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Chlorophyll Leaf Prints in 5 Easy Steps

The art of leaf printing has been around for hundreds of years, with the first example discovered in the year 1,228 CE. From the 13th to the 19th century, botanists, herbalists, and doctors all over the world used herbal prints for medical research and identification. In this country, Benjamin Franklin began printing a leaf on the back of paper money in 1739. He had noticed in leaf prints created by his friend, botanist and artist Jacob Breitnall, that no leaf had identical veins. That made leaf printing a great way to combat counterfeiting. Fast forward to modern times, and both fingerprints for adults and footprints for newborn babies are actively used to maintain unique identities.

Now that you know a little about leaf print origins, let’s make our own! Follow the steps below and have fun!

Check out this step-by-step video.

Step 1: Find a few sheets of white unlined copy paper or art/scrapbook paper (preferable).

Photo of piece of paper on table

Photo by Edwin Guevara

Step 2: Find some green leaves in your backyard. If you don’t have a typical backyard, then feel free to explore your neighborhood street and collect leaves from any trees or plants (remember to be cautious of poison ivy and get private landowner permission!). Even “weeds” like dandelions are excellent and can have intricate leaves.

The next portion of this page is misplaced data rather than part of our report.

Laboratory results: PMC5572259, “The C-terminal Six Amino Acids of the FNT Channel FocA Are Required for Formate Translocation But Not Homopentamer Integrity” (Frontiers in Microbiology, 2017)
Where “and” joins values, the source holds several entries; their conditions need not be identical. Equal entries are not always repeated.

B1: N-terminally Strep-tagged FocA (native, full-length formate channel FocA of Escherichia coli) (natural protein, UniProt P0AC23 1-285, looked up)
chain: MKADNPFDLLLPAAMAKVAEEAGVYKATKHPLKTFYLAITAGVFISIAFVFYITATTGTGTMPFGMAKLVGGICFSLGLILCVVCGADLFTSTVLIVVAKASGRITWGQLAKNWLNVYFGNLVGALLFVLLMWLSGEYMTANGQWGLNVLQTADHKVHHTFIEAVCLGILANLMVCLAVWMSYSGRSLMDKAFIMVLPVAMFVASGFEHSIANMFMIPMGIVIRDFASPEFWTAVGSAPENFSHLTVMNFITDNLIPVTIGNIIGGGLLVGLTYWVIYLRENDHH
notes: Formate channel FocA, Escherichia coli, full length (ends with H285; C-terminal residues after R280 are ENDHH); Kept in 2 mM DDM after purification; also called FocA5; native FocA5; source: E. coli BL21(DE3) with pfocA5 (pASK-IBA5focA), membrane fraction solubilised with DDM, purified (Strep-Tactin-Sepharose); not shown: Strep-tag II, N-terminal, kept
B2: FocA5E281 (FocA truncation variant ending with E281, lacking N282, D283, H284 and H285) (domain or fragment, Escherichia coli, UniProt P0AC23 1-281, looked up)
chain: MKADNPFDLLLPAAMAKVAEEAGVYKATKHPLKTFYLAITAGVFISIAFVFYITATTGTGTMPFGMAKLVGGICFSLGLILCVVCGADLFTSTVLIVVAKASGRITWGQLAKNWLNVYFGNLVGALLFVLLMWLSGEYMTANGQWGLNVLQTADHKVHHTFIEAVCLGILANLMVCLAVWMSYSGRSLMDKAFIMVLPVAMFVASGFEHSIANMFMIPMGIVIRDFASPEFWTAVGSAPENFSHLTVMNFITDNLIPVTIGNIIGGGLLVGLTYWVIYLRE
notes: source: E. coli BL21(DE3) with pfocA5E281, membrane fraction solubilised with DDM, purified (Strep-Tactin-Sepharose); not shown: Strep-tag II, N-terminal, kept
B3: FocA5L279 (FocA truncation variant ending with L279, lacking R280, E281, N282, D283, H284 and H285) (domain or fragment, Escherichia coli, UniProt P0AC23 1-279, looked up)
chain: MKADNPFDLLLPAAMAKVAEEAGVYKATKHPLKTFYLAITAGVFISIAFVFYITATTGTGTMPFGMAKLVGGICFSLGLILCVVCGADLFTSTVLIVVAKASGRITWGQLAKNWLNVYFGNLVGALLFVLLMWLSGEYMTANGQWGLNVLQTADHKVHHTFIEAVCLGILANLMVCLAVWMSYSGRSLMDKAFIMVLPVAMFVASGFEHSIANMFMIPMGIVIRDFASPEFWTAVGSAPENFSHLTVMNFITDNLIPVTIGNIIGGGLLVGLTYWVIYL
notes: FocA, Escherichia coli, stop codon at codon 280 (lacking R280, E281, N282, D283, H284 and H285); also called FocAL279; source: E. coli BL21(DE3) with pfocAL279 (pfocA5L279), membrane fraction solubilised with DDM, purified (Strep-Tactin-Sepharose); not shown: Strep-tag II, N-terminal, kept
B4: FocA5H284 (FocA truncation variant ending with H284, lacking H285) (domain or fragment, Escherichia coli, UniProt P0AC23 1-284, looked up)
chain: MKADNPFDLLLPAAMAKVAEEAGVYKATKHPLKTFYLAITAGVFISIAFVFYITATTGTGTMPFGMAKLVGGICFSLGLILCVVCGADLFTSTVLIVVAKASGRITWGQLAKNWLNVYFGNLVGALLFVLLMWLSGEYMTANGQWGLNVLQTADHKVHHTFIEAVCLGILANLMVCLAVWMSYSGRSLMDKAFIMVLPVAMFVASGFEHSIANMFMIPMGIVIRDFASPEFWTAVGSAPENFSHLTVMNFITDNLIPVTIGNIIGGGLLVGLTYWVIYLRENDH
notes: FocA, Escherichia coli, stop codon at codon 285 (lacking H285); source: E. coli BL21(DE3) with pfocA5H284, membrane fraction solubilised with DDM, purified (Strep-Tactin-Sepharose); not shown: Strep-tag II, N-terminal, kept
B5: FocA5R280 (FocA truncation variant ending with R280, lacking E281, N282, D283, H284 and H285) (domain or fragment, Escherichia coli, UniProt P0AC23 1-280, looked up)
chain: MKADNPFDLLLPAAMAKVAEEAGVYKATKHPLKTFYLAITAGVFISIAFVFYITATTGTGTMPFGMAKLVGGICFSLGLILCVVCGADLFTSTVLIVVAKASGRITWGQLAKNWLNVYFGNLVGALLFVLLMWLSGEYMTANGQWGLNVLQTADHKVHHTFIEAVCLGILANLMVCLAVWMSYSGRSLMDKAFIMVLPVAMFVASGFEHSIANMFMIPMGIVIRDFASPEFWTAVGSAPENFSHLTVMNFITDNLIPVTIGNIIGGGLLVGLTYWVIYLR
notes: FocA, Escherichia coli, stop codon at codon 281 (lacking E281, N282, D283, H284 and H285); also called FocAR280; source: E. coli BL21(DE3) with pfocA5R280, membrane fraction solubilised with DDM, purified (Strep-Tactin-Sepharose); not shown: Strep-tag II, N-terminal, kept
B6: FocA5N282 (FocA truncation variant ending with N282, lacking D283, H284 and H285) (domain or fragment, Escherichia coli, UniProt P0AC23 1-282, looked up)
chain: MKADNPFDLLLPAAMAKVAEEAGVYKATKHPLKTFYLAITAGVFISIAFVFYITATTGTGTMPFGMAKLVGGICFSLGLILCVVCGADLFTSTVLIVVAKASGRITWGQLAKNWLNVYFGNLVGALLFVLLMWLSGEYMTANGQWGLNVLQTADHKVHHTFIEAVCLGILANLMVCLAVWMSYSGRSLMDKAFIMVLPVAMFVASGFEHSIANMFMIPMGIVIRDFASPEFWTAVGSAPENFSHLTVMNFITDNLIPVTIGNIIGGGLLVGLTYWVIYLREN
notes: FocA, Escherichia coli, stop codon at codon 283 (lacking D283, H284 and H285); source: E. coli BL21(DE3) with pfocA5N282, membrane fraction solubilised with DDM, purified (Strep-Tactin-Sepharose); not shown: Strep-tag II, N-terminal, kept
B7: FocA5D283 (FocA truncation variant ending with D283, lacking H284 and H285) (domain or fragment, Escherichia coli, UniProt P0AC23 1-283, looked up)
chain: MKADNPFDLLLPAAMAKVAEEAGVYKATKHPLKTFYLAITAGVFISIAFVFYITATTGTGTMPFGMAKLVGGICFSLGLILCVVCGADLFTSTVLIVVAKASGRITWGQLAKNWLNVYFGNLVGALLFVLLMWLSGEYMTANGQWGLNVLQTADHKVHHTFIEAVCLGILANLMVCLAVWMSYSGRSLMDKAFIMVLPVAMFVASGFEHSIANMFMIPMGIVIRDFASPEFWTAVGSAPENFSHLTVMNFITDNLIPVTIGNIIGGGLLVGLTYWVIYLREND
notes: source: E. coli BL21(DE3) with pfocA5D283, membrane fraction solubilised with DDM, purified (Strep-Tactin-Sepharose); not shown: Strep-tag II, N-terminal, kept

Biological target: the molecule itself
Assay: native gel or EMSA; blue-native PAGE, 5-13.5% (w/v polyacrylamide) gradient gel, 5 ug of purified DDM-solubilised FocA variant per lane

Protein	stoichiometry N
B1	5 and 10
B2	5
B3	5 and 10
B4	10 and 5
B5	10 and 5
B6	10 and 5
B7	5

Photo by Edwin Guevara

Step 3: Fold your white sheet of paper in half.

Photo by Edwin Guevara

Step 4: Add one or two of your leaves to the paper and after making sure the leaves are lying flat, refold the paper so that the leaves are sandwiched inside the paper fold.

Photo by Edwin Guevara

Step 5: Using the back of a spoon, press as hard as safely possible. Make sure you press and roll the back of the spoon over every single part of the leaf. It may take a little bit of practice to get it just right, so keep trying to get a feel for which parts of the leaves need extra pressing. Open the paper to view your results!

Photo by Edwin Guevara

Welcome back to HabiChat!

My name is Sarah Witcher, and I’m new here! With the help of Edwin Guevara and Paula Becker, I’ll be taking over in the HabiChat and Wild Acres realm, hoping to continue to inspire (and be inspired by) Maryland nature enthusiasts. Feel free to reach out to us with any wildlife questions or topics you’d like to know more about, or share what you’ve done in the past year with your backyard habitat. We’d love to hear from you!

In this issue, we’ll consider how to approach the “littler” critters and appreciate mini-Maryland wildlife through the use of a macro lens. Also, habitat tips about end-of-summer bird baths and our favorite ferns will be featured, with a fun leaf print activity for artists of any age. Finally, enjoy a new section that will highlight the very best of what we here at the Natural Heritage Program do within the Maryland Department of Natural Resources. 

We hope you’ll come visit us and meet our new staff at the Maryland State Fair.


Sarah Witcher

Click here to have HabiChat—the quarterly backyard wildlife habitat newsletter from the Wild Acres program—delivered right to your inbox!

In this Issue

Header image with bumblebee